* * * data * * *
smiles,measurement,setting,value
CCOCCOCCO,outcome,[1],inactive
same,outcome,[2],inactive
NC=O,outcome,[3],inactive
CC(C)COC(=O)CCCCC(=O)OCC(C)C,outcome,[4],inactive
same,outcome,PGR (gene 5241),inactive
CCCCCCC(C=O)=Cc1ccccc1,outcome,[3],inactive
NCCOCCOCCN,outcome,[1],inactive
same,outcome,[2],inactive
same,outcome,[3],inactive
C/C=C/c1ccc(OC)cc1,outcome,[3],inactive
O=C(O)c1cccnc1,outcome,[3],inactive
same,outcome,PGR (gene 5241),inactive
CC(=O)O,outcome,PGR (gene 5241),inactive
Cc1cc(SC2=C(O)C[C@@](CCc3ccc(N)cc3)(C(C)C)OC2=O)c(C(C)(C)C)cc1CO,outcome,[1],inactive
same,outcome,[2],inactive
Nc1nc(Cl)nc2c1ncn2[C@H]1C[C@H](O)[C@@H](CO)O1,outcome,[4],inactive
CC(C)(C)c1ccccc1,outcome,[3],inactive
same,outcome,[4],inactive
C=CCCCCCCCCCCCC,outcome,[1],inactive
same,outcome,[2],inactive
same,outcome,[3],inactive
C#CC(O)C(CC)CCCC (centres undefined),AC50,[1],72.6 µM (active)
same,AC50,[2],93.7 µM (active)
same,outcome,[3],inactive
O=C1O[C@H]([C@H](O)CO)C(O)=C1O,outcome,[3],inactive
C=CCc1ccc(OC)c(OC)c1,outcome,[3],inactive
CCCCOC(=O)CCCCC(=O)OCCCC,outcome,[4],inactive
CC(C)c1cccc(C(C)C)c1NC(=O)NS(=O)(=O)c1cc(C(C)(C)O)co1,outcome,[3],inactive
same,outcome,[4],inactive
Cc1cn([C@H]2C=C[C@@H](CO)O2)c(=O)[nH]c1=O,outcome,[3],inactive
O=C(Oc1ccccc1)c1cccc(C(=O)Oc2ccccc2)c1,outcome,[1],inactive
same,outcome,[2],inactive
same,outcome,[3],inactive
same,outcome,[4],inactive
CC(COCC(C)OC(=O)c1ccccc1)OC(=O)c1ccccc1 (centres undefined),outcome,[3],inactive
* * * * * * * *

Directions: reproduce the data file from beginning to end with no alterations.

smiles,measurement,setting,value
CCOCCOCCO,outcome,[1],inactive
same,outcome,[2],inactive
NC=O,outcome,[3],inactive
CC(C)COC(=O)CCCCC(=O)OCC(C)C,outcome,[4],inactive
same,outcome,PGR (gene 5241),inactive
CCCCCCC(C=O)=Cc1ccccc1,outcome,[3],inactive
NCCOCCOCCN,outcome,[1],inactive
same,outcome,[2],inactive
same,outcome,[3],inactive
C/C=C/c1ccc(OC)cc1,outcome,[3],inactive
O=C(O)c1cccnc1,outcome,[3],inactive
same,outcome,PGR (gene 5241),inactive
CC(=O)O,outcome,PGR (gene 5241),inactive
Cc1cc(SC2=C(O)C[C@@](CCc3ccc(N)cc3)(C(C)C)OC2=O)c(C(C)(C)C)cc1CO,outcome,[1],inactive
same,outcome,[2],inactive
Nc1nc(Cl)nc2c1ncn2[C@H]1C[C@H](O)[C@@H](CO)O1,outcome,[4],inactive
CC(C)(C)c1ccccc1,outcome,[3],inactive
same,outcome,[4],inactive
C=CCCCCCCCCCCCC,outcome,[1],inactive
same,outcome,[2],inactive
same,outcome,[3],inactive
C#CC(O)C(CC)CCCC (centres undefined),AC50,[1],72.6 µM (active)
same,AC50,[2],93.7 µM (active)
same,outcome,[3],inactive
O=C1O[C@H]([C@H](O)CO)C(O)=C1O,outcome,[3],inactive
C=CCc1ccc(OC)c(OC)c1,outcome,[3],inactive
CCCCOC(=O)CCCCC(=O)OCCCC,outcome,[4],inactive
CC(C)c1cccc(C(C)C)c1NC(=O)NS(=O)(=O)c1cc(C(C)(C)O)co1,outcome,[3],inactive
same,outcome,[4],inactive
Cc1cn([C@H]2C=C[C@@H](CO)O2)c(=O)[nH]c1=O,outcome,[3],inactive
O=C(Oc1ccccc1)c1cccc(C(=O)Oc2ccccc2)c1,outcome,[1],inactive
same,outcome,[2],inactive
same,outcome,[3],inactive
same,outcome,[4],inactive
CC(COCC(C)OC(=O)c1ccccc1)OC(=O)c1ccccc1 (centres undefined),outcome,[3],inactive